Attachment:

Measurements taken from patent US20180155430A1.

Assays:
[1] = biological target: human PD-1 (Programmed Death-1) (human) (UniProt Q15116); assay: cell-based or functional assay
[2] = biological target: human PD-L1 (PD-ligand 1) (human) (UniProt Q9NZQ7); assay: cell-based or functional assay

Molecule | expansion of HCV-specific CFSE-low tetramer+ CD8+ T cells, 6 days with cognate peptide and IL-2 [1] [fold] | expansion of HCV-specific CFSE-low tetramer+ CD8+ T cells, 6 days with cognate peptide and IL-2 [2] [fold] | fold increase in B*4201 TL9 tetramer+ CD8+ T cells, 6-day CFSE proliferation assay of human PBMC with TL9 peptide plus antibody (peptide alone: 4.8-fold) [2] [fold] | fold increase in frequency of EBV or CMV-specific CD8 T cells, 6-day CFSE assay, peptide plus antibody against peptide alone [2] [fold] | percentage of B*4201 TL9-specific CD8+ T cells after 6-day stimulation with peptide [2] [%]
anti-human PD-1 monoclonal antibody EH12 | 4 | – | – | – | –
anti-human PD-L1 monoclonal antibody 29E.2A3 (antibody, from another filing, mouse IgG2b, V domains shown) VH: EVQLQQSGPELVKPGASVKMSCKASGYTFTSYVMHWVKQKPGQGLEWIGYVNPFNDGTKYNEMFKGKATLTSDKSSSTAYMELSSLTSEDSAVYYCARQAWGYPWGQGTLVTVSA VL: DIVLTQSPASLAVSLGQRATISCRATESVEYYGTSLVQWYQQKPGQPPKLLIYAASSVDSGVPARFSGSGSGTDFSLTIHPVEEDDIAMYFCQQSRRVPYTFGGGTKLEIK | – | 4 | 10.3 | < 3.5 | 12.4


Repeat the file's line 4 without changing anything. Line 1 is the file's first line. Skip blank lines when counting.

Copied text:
[2] = biological target: human PD-L1 (PD-ligand 1) (human) (UniProt Q9NZQ7); assay: cell-based or functional assay